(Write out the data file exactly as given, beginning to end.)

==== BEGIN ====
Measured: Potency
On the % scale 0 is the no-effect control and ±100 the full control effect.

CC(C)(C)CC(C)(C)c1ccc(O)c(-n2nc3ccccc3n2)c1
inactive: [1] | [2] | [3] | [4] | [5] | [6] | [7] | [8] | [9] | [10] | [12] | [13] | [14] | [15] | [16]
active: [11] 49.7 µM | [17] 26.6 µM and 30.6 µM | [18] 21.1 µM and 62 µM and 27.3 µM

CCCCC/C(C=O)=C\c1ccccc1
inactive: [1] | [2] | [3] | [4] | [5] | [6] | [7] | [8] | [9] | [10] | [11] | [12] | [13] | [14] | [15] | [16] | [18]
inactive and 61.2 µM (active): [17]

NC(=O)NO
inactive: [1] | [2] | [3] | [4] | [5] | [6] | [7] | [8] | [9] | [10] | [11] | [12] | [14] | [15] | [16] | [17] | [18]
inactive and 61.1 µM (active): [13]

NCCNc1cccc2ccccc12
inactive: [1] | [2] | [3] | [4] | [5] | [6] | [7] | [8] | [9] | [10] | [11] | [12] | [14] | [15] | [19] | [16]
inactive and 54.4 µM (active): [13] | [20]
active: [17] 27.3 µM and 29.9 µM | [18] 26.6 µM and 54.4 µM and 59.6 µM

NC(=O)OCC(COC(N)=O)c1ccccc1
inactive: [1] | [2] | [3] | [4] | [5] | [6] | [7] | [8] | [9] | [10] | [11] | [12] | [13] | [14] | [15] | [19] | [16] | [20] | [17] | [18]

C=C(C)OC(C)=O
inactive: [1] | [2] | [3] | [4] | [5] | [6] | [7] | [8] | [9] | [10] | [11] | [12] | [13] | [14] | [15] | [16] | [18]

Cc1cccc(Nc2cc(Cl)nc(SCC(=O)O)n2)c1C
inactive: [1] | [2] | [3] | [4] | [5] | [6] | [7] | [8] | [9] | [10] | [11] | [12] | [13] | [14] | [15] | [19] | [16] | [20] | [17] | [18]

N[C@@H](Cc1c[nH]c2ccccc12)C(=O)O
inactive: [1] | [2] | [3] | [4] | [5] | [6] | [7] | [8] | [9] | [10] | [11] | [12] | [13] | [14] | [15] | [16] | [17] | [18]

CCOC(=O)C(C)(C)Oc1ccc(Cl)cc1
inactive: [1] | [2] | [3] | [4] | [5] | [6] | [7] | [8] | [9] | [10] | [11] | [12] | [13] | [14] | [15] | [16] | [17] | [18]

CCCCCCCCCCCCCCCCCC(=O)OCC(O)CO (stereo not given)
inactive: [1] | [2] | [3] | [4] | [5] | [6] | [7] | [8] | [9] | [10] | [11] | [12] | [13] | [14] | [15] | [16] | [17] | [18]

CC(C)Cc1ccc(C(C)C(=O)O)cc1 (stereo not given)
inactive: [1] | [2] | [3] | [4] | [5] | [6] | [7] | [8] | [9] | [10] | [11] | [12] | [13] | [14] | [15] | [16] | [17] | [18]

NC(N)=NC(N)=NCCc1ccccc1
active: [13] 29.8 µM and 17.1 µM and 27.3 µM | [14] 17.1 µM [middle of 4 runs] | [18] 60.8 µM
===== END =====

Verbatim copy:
Measured: Potency
On the % scale 0 is the no-effect control and ±100 the full control effect.

CC(C)(C)CC(C)(C)c1ccc(O)c(-n2nc3ccccc3n2)c1
inactive: [1] | [2] | [3] | [4] | [5] | [6] | [7] | [8] | [9] | [10] | [12] | [13] | [14] | [15] | [16]
active: [11] 49.7 µM | [17] 26.6 µM and 30.6 µM | [18] 21.1 µM and 62 µM and 27.3 µM

CCCCC/C(C=O)=C\c1ccccc1
inactive: [1] | [2] | [3] | [4] | [5] | [6] | [7] | [8] | [9] | [10] | [11] | [12] | [13] | [14] | [15] | [16] | [18]
inactive and 61.2 µM (active): [17]

NC(=O)NO
inactive: [1] | [2] | [3] | [4] | [5] | [6] | [7] | [8] | [9] | [10] | [11] | [12] | [14] | [15] | [16] | [17] | [18]
inactive and 61.1 µM (active): [13]

NCCNc1cccc2ccccc12
inactive: [1] | [2] | [3] | [4] | [5] | [6] | [7] | [8] | [9] | [10] | [11] | [12] | [14] | [15] | [19] | [16]
inactive and 54.4 µM (active): [13] | [20]
active: [17] 27.3 µM and 29.9 µM | [18] 26.6 µM and 54.4 µM and 59.6 µM

NC(=O)OCC(COC(N)=O)c1ccccc1
inactive: [1] | [2] | [3] | [4] | [5] | [6] | [7] | [8] | [9] | [10] | [11] | [12] | [13] | [14] | [15] | [19] | [16] | [20] | [17] | [18]

C=C(C)OC(C)=O
inactive: [1] | [2] | [3] | [4] | [5] | [6] | [7] | [8] | [9] | [10] | [11] | [12] | [13] | [14] | [15] | [16] | [18]

Cc1cccc(Nc2cc(Cl)nc(SCC(=O)O)n2)c1C
inactive: [1] | [2] | [3] | [4] | [5] | [6] | [7] | [8] | [9] | [10] | [11] | [12] | [13] | [14] | [15] | [19] | [16] | [20] | [17] | [18]

N[C@@H](Cc1c[nH]c2ccccc12)C(=O)O
inactive: [1] | [2] | [3] | [4] | [5] | [6] | [7] | [8] | [9] | [10] | [11] | [12] | [13] | [14] | [15] | [16] | [17] | [18]

CCOC(=O)C(C)(C)Oc1ccc(Cl)cc1
inactive: [1] | [2] | [3] | [4] | [5] | [6] | [7] | [8] | [9] | [10] | [11] | [12] | [13] | [14] | [15] | [16] | [17] | [18]

CCCCCCCCCCCCCCCCCC(=O)OCC(O)CO (stereo not given)
inactive: [1] | [2] | [3] | [4] | [5] | [6] | [7] | [8] | [9] | [10] | [11] | [12] | [13] | [14] | [15] | [16] | [17] | [18]

CC(C)Cc1ccc(C(C)C(=O)O)cc1 (stereo not given)
inactive: [1] | [2] | [3] | [4] | [5] | [6] | [7] | [8] | [9] | [10] | [11] | [12] | [13] | [14] | [15] | [16] | [17] | [18]

NC(N)=NC(N)=NCCc1ccccc1
active: [13] 29.8 µM and 17.1 µM and 27.3 µM | [14] 17.1 µM [middle of 4 runs] | [18] 60.8 µM